Though it was impacted by the same delays as Longhorn/Windows Vista, Longhorn Server targeted a market that was more than willing to wait. It was also built by a different organization, the Windows Server group, which had been run by Bob Muglia since its inception in 2003. Among other changes, Muglia instituted a major/minor release cadence for the product line, starting with Windows Server 2003, which was a major release. Under this plan, major releases would appear roughly every four years with minor releases spaced evenly in the interim.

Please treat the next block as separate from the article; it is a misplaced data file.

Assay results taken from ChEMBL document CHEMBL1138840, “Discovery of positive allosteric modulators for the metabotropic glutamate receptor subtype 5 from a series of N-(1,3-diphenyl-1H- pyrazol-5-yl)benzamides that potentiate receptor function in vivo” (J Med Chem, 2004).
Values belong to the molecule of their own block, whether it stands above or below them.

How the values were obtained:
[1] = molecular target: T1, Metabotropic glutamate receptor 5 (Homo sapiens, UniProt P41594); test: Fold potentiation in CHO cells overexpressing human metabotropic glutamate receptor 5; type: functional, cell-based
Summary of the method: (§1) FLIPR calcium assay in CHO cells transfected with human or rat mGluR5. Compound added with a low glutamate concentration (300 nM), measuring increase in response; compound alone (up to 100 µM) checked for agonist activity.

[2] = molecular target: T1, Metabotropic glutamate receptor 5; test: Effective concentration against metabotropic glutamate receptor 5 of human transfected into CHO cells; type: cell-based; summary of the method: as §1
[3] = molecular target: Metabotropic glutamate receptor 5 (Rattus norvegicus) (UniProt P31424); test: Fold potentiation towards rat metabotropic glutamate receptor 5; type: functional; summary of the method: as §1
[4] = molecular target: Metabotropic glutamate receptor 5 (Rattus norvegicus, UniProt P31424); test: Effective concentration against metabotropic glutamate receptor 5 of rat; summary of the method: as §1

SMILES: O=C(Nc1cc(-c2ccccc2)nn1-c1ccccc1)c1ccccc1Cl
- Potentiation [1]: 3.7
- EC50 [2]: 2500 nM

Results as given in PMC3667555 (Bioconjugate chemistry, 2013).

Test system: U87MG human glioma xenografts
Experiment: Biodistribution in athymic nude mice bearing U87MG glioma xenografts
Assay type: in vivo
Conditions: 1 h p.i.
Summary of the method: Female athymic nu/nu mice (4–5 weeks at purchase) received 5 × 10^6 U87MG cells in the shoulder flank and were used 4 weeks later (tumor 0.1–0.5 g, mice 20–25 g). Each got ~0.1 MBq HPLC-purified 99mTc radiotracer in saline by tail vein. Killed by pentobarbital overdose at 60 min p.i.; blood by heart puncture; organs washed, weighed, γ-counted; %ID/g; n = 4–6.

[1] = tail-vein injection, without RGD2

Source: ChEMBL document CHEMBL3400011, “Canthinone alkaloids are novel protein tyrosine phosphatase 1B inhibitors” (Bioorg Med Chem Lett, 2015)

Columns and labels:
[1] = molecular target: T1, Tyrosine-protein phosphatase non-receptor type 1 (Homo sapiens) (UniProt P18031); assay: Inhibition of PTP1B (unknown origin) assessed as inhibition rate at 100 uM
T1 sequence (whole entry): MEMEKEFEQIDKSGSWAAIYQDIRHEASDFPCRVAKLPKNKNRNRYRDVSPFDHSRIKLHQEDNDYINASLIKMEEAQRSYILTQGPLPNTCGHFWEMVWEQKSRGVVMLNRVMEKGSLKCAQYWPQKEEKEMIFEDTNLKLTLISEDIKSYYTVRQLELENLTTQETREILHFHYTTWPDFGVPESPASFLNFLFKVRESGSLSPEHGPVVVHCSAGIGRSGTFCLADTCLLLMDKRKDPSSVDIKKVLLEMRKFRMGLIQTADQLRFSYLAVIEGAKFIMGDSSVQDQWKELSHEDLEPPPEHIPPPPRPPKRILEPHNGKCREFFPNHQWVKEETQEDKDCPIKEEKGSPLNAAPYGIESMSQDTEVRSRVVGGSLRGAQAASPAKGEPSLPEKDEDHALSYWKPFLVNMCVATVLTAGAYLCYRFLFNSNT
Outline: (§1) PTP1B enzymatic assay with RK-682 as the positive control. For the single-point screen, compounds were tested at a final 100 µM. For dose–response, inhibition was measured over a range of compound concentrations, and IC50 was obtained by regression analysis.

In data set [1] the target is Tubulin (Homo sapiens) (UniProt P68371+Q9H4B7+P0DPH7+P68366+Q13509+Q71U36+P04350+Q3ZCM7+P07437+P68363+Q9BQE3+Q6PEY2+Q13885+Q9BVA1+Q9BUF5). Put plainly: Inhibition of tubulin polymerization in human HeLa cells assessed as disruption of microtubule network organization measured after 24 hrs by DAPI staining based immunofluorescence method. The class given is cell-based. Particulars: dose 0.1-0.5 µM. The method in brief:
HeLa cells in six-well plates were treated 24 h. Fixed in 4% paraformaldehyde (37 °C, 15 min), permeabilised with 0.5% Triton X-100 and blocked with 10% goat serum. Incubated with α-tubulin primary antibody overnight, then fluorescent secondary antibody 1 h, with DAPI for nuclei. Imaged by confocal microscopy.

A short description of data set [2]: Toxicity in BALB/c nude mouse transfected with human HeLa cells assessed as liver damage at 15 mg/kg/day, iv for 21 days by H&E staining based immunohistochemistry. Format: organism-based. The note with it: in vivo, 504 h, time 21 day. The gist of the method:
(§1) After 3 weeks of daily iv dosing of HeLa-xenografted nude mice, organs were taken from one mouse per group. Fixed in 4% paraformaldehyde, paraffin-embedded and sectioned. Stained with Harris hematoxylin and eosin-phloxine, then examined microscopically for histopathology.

Windows Server 2003 R2 (for “Release 2”), as the first minor release was called, appeared right on schedule in September 2005, providing the predictability that Microsoft’s corporate customers wanted. It replaced the original Server 2003 release in the channel, as it offered the same compatibility while only adding a handful of optional new features.